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Holocaust survivor talks about horrific years in a dozen concentration camps

As he stood in the center of a lecture hall, Joseph Alexander rolled up a sleeve of his light blue dress shirt. The 96-year-old raised his arm to begin telling his story.

“14284,” read a chain of numbers inked on his left forearm. The tattoos, remnants of a tragic case of dehumanization, wasn’t just any number, but a reminder of what happened to him and many others in concentration camps during World War II.

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The ink on the tattoos has aged, but decades later, his tales of surviving 12 concentration camps, including Auschwitz, were still fresh.

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Alexander was the featured speaker during a Holocaust Remembrance Day event, sponsored by Woodbury University’s United Nations Assn. and the Center for Leadership last week.

“One of the [foundations] of prejudice is ignorance,” said David Meyerhof, with the Burbank Interfaith Forum and Burbank Human Relations Council. “People don’t know what the effect of it is. During the Holocaust, for example, people were put in camps and gas chambers, all because of ignorance.”

As one of the few remaining survivors of the carnage against Jews, Alexander has become a leading voice in Holocaust education, especially in high schools and middle schools.

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“When I speak, I let [students] know that they met a survivor,” he said. In this case, personal memories and experiences are used as tools to fight hostility and misinformation.

“There’s so many Holocaust deniers out there, but evidence is still in existence, the camps are still in existence. How can they deny it?” he added.

Growing up, Alexander said he lived what he called a “comfortable, good life.” It wasn’t until September 1939 that, in a matter of one night, the lives of thousands of Jewish families were turned upside down.

Sadly, Alexander’s Polish hometown of Kowal was one of many communities targeted at that time. He was only 17 years old. What once was an ordinary, “happy” lifestyle, would become a compilation of terrible memories, sorrow and a struggle for survival.

Warm, home-cooked meals were replaced with “potato-peel soup,” nothing from which a human body could find nourishment. The prisoners were deprived of basic essentials for survival. Water was one of them.

“They put us up in a field, and the ground here was moist,” Alexander recalled. “Whatever means, you had a knife, a spoon and if anything, you could dig up some mud, flip the bottom of your shoe — you squeeze through to get a little water.”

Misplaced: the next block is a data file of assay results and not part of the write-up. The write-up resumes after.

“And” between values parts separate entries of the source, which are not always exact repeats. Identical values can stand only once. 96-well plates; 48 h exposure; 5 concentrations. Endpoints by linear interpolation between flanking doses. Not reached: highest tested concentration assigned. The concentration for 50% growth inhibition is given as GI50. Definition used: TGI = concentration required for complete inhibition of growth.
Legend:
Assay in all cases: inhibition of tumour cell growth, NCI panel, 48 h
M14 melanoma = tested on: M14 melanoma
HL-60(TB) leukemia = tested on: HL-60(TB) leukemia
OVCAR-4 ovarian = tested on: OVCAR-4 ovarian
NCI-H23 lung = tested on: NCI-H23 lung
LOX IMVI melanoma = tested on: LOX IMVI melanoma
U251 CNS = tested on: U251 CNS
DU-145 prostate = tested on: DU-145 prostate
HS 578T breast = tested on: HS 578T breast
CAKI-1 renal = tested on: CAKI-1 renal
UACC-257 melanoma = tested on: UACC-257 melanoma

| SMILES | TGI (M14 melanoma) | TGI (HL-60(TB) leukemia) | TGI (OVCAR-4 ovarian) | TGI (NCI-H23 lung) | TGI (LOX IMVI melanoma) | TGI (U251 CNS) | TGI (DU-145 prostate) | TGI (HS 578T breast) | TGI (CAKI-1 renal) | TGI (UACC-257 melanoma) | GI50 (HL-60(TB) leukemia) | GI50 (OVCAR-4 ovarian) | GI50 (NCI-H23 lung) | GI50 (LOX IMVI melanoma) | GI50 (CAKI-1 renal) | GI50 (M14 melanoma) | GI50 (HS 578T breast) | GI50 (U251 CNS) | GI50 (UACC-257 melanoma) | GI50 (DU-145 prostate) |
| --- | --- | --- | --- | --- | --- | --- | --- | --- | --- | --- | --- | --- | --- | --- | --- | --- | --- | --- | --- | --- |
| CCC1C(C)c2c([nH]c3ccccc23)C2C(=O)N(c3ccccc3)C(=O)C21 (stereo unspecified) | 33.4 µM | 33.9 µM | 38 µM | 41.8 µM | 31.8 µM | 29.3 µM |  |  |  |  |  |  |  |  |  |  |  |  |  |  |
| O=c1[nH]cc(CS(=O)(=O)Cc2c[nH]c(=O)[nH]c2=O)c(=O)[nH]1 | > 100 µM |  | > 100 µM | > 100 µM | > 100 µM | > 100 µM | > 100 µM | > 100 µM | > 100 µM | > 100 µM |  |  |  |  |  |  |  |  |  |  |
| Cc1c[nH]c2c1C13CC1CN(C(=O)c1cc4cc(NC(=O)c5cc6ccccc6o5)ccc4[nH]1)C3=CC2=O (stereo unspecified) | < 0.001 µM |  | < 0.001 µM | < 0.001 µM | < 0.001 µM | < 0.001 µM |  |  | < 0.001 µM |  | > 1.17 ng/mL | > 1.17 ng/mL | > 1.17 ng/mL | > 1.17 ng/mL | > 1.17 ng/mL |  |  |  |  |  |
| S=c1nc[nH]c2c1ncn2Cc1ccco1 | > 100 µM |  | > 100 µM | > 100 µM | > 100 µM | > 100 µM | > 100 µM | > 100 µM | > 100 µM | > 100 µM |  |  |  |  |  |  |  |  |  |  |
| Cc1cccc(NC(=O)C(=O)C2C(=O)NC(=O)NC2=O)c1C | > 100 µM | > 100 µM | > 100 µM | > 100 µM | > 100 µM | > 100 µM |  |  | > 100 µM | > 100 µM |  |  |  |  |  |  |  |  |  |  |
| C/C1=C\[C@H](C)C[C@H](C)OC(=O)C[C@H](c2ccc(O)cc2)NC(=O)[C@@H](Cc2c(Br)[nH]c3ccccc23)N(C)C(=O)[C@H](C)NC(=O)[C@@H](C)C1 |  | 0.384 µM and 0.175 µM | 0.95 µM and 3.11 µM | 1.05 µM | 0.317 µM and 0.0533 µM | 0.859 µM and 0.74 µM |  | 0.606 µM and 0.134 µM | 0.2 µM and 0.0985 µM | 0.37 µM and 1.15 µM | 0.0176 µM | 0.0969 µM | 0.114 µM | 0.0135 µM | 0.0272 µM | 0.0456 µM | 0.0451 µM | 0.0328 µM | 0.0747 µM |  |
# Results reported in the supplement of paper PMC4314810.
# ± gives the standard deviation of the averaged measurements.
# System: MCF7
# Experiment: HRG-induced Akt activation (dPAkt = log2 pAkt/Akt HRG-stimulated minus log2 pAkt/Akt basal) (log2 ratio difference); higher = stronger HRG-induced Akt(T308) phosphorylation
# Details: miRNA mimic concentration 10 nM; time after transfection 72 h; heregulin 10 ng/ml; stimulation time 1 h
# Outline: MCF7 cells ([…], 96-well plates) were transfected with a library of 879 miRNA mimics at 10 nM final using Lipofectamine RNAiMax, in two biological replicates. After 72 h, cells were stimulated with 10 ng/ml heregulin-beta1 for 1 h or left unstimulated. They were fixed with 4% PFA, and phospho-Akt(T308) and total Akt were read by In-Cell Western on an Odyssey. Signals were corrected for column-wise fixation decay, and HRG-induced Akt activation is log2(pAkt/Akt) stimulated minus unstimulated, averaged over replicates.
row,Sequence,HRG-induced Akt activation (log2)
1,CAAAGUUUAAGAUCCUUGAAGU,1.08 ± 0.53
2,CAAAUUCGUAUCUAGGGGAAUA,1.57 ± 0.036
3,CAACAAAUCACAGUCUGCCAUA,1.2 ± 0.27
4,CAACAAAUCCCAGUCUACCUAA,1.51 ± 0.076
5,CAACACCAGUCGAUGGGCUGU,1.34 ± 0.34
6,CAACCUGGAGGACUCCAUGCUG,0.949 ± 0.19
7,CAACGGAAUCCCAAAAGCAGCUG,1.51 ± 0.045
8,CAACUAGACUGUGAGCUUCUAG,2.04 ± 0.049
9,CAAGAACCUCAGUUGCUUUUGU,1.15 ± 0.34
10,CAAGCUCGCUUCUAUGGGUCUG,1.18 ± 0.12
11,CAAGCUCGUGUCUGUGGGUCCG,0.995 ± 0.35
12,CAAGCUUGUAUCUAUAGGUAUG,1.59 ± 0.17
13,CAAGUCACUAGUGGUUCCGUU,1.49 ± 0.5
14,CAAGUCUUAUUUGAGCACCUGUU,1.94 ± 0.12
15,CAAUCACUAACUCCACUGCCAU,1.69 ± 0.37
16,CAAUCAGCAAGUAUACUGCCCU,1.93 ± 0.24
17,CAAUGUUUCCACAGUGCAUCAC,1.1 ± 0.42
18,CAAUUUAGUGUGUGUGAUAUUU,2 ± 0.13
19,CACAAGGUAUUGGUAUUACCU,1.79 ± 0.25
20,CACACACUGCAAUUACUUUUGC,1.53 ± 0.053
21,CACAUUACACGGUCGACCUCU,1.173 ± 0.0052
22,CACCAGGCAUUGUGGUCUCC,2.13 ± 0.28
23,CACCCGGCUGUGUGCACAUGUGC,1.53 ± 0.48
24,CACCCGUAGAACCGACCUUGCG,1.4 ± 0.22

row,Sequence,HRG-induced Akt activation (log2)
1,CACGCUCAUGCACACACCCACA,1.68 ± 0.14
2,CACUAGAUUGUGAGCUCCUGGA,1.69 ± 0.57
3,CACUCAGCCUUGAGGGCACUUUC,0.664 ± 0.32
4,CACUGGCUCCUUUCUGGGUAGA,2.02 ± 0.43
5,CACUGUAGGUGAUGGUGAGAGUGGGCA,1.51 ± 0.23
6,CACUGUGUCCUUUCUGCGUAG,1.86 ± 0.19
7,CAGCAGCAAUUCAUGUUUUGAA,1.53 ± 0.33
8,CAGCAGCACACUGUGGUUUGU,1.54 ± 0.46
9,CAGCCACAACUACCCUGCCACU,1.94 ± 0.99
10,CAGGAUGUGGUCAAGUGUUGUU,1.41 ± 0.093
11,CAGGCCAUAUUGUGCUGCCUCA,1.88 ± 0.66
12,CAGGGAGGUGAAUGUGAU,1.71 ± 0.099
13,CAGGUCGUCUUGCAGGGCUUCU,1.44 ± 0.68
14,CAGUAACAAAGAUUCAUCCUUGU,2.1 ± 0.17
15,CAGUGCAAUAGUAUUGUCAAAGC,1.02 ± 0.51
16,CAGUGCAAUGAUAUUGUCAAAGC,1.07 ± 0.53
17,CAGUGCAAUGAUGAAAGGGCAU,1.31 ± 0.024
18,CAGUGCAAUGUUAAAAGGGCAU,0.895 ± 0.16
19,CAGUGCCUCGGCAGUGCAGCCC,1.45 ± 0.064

To survive the famine, one had to seize opportunities. However, that too, was often forbidden.

“The next day, we started to walk again, and we reached a river,” he said. “We stopped to get some water. Two of our people went a little too far into [the water]. They got shot, killed in the river. [The guards] thought maybe they’re gonna escape.”

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Pastimes such as playing soccer were soon replaced with heavy-duty jobs in labor camps, where prisoners built airports, railroads and dams — all with threats of death and starvation.

“In Warsaw, we were taking down burnt buildings brick by brick and cleaning them up to put them in stacks of 8 to 10 feet,” Alexander recalled. “And so, when I got a fever, I was sitting two or three days behind the stacks of bricks to get over the temperature.”

It turned out that he was suffering from typhus. During his time shuffling through camps, Alexander also suffered from blood poisoning and skin conditions.

Illnesses transmitted during days-long cable car transits between one camp to another were fatal for many. Each “box” of the cable car was packed with 40 to 50 individuals at a time, resulting in exhaustion, starvation and disease. Seeing dead bodies had become common sights for Alexander.

“Maybe 40% of people died in the wagons every day,” Alexander said.

He described the time he made a life-saving choice at the Auschwitz-Birkenau concentration camp.

Upon arrival, prisoners were ordered to form two lines, which often would indicate the fate of those individuals. The elderly and ill were dispatched to the left side, and those who looked more promising, to the right. Alexander initially was with those to the left. Realizing that he was going to be trucked into a crematory to be killed, Alexander counted on his instincts and moved into the line with the stronger prisoners.

As he made his way through the Warsaw ghetto, numerous concentration and labor camps, Auschwitz and even liberated Poland, Alexander said he saw the worst in humanity.

In 1945, American troops freed Alexander and other Jews, and he moved to the United States in 1949. Later that year, he was joined by his cousin, the only other surviving member of the Alexander family.

In the United States, Alexander continued his career as a tailor. He has since paid numerous visits to Auschwitz and Dachau, where he spent most of his time as a prisoner.

When asked why he thought he made it through such a harrowing ordeal, he replied, “I came back because I survived, Hitler didn’t.”

Sahakyan is a contributor to Times Community News.

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